Thought — 10 Min Read

Voice Finding Pt.1 Theme

by Case Greenfield, January 2nd, 2024

Thought — 10 Min Read

Voice Finding Pt.1 Theme

by Case Greenfield

January 2nd, 2024

I am still trying to find my artistic voice. And I think I have made a step in the process last week. It all has to do with expressing fictional and factual realities into one artwork eg. in bright and cheerful colors versus grey scales from black to white.

Mind models

In an earlier story almost three years ago I said this about finding my artistic voice and my art:

My work evolves around the idea of ‘mind models’, the realities that we create to shape ourselves. It’s all about the interplay between experience, imagination, and reality – whatever reality is, exactly. My work, typically, explores the relations between reality and our interpretations of it: Perception makes sense!

Mind models are what in this story I call ‘fictional realities‘ and reality then is ‘factual reality‘ (or maybe even just ‘ universal reality‘). The key message, I guess, is that we use fictional realities to create a self-image that we can live with, based on our perception of the world around us through a soothing filter. And sometimes the two realities (fictional and factual) are at odds with each other, creating an interesting tension, artistically.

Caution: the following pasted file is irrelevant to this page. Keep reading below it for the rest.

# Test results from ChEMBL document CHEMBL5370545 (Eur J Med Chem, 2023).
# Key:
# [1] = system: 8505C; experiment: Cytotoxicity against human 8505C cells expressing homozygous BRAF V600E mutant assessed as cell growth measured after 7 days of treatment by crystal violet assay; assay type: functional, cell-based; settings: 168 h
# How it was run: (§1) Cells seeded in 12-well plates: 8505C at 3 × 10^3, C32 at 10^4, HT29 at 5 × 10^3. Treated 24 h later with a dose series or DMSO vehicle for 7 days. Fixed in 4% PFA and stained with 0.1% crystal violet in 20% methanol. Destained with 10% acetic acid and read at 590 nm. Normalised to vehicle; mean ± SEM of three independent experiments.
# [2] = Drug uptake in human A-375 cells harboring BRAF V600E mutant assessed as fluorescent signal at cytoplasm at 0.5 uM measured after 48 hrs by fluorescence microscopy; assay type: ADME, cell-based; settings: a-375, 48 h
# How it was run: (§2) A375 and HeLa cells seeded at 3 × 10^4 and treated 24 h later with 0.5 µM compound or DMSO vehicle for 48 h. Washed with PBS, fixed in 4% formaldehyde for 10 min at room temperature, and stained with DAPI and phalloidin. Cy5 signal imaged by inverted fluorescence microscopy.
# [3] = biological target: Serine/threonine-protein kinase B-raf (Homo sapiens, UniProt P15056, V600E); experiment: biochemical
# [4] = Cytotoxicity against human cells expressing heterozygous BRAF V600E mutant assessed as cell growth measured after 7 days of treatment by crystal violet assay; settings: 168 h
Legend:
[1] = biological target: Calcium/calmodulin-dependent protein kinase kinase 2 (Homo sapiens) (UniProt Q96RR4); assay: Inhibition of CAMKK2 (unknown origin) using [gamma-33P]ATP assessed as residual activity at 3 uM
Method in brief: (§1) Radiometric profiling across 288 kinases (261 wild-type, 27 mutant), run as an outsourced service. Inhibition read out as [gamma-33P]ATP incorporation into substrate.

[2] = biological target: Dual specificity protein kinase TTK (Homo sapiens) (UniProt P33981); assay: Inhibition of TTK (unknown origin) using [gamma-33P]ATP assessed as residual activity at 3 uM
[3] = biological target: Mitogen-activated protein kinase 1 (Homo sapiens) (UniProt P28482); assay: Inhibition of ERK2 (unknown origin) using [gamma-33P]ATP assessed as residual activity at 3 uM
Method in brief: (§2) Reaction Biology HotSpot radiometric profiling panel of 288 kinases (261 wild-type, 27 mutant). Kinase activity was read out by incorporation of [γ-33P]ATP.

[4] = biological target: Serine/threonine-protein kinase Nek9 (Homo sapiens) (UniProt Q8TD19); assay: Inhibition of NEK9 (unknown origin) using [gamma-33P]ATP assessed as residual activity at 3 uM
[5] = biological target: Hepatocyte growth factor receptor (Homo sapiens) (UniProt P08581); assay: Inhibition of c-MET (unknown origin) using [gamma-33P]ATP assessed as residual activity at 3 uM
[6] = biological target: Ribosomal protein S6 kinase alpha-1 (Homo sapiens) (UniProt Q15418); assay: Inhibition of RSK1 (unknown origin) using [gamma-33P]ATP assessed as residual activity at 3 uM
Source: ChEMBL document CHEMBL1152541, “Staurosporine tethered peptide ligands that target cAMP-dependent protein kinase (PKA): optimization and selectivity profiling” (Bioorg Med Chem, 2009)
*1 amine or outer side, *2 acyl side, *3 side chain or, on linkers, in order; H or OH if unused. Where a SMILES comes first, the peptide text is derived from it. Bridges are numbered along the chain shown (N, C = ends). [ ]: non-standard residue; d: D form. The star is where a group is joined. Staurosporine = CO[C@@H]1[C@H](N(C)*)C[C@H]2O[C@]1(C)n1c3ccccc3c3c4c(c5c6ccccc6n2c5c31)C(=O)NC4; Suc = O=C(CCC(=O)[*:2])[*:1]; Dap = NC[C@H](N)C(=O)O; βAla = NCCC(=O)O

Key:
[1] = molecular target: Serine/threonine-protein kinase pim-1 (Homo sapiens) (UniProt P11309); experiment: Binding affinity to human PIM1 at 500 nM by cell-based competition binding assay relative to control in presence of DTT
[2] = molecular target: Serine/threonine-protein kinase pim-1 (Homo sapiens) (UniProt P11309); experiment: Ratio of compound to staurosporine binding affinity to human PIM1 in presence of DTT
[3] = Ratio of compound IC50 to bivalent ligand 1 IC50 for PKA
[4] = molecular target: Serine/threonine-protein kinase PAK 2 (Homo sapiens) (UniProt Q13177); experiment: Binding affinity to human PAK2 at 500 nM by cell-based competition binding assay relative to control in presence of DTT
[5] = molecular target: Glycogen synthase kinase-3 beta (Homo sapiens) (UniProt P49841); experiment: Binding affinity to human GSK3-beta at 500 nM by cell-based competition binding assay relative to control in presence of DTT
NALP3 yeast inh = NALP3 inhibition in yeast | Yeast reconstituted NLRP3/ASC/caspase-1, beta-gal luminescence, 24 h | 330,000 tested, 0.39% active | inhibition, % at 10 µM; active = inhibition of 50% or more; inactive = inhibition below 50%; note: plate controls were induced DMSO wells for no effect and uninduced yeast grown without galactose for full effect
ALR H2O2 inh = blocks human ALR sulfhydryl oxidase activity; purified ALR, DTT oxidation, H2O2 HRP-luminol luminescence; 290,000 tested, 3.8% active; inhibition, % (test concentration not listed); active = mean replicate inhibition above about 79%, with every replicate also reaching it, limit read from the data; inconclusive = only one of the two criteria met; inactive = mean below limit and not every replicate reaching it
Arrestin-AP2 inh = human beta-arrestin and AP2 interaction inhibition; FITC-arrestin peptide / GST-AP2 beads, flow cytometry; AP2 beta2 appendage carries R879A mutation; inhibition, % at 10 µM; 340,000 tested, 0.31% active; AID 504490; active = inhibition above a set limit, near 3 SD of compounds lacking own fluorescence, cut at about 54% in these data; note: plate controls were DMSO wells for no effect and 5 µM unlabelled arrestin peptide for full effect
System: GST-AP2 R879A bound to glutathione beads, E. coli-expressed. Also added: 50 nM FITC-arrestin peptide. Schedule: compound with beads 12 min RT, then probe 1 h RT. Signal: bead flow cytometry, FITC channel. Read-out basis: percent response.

But first, let me explain what I mean with factual and fictional realities.

Factual realities

Let me start with factual realities. These are the realities that probably actually exist. That sounds weird, I know. What I mean is that probably there is ‘a world’ around us that we may or may not observe with our senses (eyes, ears, etc.). Think of your body, think of your house, etc. Those we can easily observe. But also think of eg. the radiation of the wifi signal in your house, which we know is there. We do not observe the radiation itself, but we can measure it with technical equipment. A bit weirder, still, is something like dark matter in the universe. Probably, about 85% of all matter in the universe is dark matter, but we cannot observe it even with the smartest technical equipment. Yet, we have good scientific reasons to assume it actually exists, such as the phenomenon of gravitational lenses.